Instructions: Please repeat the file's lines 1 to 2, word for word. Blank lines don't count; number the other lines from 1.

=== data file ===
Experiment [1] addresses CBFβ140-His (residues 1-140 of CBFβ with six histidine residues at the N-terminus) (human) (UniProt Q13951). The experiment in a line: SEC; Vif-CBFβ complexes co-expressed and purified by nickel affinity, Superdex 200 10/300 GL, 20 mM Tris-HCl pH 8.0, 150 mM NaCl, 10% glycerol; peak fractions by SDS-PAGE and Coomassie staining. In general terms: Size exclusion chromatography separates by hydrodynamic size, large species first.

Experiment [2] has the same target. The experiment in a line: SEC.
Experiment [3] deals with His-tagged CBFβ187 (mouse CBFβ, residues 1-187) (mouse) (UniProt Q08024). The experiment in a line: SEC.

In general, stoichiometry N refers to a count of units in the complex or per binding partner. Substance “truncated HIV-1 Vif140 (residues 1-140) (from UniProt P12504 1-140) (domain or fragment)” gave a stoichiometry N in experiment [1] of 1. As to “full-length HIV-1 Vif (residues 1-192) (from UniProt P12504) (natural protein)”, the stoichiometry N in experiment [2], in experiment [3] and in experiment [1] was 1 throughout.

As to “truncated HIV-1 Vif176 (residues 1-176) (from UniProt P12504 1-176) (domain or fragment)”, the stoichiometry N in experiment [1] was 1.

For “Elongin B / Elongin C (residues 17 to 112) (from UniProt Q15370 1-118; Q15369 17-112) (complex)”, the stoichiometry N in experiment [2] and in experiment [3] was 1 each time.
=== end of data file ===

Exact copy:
Experiment [1] addresses CBFβ140-His (residues 1-140 of CBFβ with six histidine residues at the N-terminus) (human) (UniProt Q13951). The experiment in a line: SEC; Vif-CBFβ complexes co-expressed and purified by nickel affinity, Superdex 200 10/300 GL, 20 mM Tris-HCl pH 8.0, 150 mM NaCl, 10% glycerol; peak fractions by SDS-PAGE and Coomassie staining. In general terms: Size exclusion chromatography separates by hydrodynamic size, large species first.

Experiment [2] has the same target. The experiment in a line: SEC.